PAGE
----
n=1
na
n
x
n
+

n=0
(−2)(n +1)a
n+1
x
n
+

n=0
2a
n
x
n
=

n=1
na
n
x
n
+
_
(−2)(0 +1)a
0+1
x
0
+

n=1
(−2)(n +1)a
n+1
x
n
_
+
_
2a
0
x
0
+

n=1
2a
n
x
n
_
= [−2a
1
+2a
0
]x
0
+

n=1
[na
n
−2(n +1)a
n+1
+2a
n
]x
n
= 2[a
0
−a
1
]x
0
+

n=1
_
(n +2)a
n
−2(n +1)a
n+1
_
x
n
.
Step 5: At this point, you have an equation basically of the form

n=0
_
n
th
formula of the a
k
’s
_
(x − x
0
)
n
= 0 ,
which is possible only if
n
th
formula of the a
k
’s = 0 for n = 0, 1, 2, 3, . . . .
Using this last equation:
Chapter & Page: 31–6 Power Series Solutions I: Basic Computational Methods
(a) Solve for the a
k
with the highest index, obtaining
a
highest index
= formula of n and lower-indexed coefficients .
A few of these equations may need to be treated separately, but you should obtain
one relatively simple formula that holds for all indices above some fixed value. This
formula is a recursion formula for computing each coefficient from the previously
computed coefficients.
(b) To simplify things just a little, do another change of indices so that the recursion
formula just derived is rewritten as
a
k
= formula of k and lower-indexed coefficients .
From the last step in our example, we have
2[a
0
−a
1
]x
0
+

n=1
_
(n +2)a
n
−2(n +1)a
n+1
_
x
n
= 0 .
So,
2[a
0
−a
1
] = 0 , (31.5a)
and, for n = 1, 2, 3, 4, . . . ,
(n +2)a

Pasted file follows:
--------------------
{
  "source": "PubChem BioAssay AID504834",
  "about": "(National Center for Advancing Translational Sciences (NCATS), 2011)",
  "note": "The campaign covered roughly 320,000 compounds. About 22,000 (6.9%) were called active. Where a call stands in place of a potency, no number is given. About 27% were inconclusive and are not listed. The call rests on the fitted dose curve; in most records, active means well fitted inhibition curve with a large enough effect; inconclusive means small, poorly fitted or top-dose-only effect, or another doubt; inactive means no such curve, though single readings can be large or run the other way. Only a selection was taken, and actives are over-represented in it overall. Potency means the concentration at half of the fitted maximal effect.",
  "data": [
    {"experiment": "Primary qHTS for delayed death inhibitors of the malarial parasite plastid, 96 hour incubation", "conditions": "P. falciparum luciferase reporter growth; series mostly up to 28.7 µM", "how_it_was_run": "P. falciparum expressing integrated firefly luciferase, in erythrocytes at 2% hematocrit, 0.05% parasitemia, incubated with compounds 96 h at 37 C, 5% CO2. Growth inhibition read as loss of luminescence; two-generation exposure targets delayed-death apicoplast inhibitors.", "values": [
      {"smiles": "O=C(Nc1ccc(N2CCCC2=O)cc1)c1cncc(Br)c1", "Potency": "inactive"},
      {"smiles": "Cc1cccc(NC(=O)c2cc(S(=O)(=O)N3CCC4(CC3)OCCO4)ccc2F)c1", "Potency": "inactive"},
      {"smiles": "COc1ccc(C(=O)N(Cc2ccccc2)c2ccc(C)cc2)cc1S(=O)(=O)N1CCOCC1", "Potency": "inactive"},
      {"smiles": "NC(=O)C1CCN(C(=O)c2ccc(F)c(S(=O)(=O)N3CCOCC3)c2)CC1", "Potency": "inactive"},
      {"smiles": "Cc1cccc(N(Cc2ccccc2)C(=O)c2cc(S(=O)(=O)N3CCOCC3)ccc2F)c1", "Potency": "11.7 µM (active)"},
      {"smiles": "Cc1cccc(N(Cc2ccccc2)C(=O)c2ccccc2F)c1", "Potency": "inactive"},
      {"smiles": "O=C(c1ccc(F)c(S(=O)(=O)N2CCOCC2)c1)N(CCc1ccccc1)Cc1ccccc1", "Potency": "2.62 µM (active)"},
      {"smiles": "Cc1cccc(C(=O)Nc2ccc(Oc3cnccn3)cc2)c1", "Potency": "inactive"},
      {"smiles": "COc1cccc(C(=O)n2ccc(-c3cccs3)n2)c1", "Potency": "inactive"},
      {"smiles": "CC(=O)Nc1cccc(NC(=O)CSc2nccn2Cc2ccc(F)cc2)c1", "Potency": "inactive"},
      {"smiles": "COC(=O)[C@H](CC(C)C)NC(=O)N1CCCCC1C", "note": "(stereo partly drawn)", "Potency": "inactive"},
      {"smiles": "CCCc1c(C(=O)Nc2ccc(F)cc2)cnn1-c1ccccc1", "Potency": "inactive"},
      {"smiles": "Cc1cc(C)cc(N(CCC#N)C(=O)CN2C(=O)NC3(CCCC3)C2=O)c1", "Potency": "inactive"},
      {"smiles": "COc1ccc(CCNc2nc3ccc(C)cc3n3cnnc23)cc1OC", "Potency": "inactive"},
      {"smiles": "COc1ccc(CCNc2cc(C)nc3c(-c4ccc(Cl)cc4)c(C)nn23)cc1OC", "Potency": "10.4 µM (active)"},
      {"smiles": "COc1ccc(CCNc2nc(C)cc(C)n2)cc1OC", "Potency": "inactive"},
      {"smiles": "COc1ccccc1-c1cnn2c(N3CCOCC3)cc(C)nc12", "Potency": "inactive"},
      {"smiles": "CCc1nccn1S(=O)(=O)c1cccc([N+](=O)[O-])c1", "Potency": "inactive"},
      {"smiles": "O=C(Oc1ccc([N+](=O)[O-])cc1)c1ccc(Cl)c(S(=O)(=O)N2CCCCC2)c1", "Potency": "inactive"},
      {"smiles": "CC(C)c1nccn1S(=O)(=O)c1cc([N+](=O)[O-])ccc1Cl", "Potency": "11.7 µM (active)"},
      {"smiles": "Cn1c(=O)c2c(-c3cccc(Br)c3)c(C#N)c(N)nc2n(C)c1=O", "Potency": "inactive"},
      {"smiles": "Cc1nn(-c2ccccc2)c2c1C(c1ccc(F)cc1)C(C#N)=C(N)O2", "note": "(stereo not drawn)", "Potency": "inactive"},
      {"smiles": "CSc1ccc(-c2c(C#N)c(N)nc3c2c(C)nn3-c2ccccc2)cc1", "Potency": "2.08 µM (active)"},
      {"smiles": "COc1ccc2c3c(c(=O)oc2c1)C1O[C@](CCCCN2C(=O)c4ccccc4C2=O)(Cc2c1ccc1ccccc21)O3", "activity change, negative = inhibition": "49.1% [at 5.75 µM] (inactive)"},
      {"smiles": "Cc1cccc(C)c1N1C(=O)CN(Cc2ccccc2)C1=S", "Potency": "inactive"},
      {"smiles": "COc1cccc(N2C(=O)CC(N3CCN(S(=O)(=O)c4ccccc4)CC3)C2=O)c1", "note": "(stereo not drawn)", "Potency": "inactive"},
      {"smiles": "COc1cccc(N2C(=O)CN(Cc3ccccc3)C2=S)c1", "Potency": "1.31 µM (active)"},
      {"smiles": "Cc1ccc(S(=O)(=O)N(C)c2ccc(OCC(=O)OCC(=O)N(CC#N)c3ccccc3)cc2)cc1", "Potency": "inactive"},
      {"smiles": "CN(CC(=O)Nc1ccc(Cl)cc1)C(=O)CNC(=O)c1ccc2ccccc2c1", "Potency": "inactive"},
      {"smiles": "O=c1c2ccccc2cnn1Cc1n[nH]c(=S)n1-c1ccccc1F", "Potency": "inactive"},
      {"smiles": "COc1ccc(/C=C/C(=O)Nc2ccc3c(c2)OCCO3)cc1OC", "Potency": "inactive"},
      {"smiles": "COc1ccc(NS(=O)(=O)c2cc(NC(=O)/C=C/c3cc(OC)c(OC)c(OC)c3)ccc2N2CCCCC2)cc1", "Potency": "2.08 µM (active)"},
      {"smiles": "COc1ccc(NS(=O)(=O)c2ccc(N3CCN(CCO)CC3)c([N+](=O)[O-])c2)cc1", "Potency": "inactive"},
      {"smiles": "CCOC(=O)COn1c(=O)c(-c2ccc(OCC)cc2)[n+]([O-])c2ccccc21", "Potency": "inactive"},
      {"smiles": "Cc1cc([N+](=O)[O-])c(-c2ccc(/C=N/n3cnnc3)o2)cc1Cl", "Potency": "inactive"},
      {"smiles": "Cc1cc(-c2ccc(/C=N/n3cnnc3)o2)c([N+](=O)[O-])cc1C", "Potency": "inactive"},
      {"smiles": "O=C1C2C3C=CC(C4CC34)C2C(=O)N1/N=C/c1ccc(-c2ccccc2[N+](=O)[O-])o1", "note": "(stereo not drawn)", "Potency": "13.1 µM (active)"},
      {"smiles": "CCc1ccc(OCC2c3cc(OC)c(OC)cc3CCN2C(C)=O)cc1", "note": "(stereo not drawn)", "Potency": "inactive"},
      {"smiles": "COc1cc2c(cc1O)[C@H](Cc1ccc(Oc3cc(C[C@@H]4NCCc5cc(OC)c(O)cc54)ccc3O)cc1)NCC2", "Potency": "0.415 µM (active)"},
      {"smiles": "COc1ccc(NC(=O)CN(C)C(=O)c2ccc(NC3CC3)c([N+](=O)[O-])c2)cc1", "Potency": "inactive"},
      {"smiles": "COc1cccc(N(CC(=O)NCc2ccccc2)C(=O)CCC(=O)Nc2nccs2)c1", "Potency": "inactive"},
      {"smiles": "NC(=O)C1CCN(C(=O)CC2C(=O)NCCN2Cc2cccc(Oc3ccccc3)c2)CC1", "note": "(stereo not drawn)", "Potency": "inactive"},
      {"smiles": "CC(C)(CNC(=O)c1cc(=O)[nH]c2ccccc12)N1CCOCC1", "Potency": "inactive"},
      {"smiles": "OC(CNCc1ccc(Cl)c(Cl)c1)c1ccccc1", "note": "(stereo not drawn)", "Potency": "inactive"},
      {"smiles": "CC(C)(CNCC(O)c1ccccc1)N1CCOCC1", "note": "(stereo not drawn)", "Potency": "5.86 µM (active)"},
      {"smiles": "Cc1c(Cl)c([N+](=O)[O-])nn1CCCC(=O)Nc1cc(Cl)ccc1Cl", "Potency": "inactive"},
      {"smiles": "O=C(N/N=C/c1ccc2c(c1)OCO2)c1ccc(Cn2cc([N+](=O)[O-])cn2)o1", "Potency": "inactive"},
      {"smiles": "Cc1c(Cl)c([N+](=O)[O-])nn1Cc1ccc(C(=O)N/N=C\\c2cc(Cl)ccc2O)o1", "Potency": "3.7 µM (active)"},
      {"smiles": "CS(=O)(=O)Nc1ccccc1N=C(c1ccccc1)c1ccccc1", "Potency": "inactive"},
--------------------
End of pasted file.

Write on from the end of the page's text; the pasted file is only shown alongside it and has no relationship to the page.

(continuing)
n
−2(n +1)a
n+1
= 0 . (31.5b)
In equation (31.5a), a
1
is the highest indexed a
k
; solving for it in terms of
the lower-indexed a
k
’s (i.e., a
0
) yields
a
1
= a
0
.
Equation (31.5b) also just contains two a
k
’s : a
n
and a
n+1
. Since n+1 > n ,
we solve for a
n+1
,
a
n+1
=
n +2
2(n +1)
a
n
for n = 1, 2, 3, 4, . . . .
Letting k = n +1 (equivalently, n = k −1 ), this becomes
a
k
=
k +1
2k
a
k−1
for k = 2, 3, 4, 5, . . . . (31.6)
This is the recursion formula we will use.
Step 6: Use the recursion formula (and any corresponding formulas for the lower-order terms)
to find all the a
k
’s in terms of a
0
. Look for patterns!
In the last step, we saw that
a
1
= a
0
.
Using this and recursion formula (31.6) with k = 2, 3, 4, . . . (and looking
for patterns), we obtain the following:
a
2
=
2 +1
2 · 2
a
2−1
=
3
2 · 2
a
1
=
3
2 · 2
a
0
,
The Algebraic Method with First-Order Equations Chapter & Page: 31–7
a
3
=
3 +1
2 · 3
a
3−1
=
4
2 · 3
a
2
=
4
2 · 3
·
3
2 · 2
a
0
=
4
2
3
a
0
,
a
4
=
4 +1
2 · 4
a
4−1
=
5
2 · 4
a
3
=
5
2 · 4
·
4
2
3
a
0
=
5
2
4
a
0
,
a
5
=
5 +1
2 · 5
a
5−1
=
6
2 · 5
a
4
=
6
2 · 5
·
5
2
5
a
0
=
6
2
5
a
0
,
.
.
.
The pattern here is obvious:
a
k
=
k +1
2
k
a
0
for k = 2, 3, 4, . . . .
Note that this formula even gives us our a
1
= a
0
equation,
a
1
=
1 +1
2
1
a
0
=
2
2
a
0
= a
0
,
and is even valid with k = 0 ,
a
0
=
0 +1
2
2
a
0
= a
0
.
So, in fact,
a
k
=
k +1
2
k
a
0
for k = 0, 1, 2, 3, 4, . . . . (31.7)
Step 7: Using the formulas just derived for the coefficients, write out the resulting series for
y(x) . Try to simplify it and factor out a
0
.
Plugging the formulas just derived for the a
k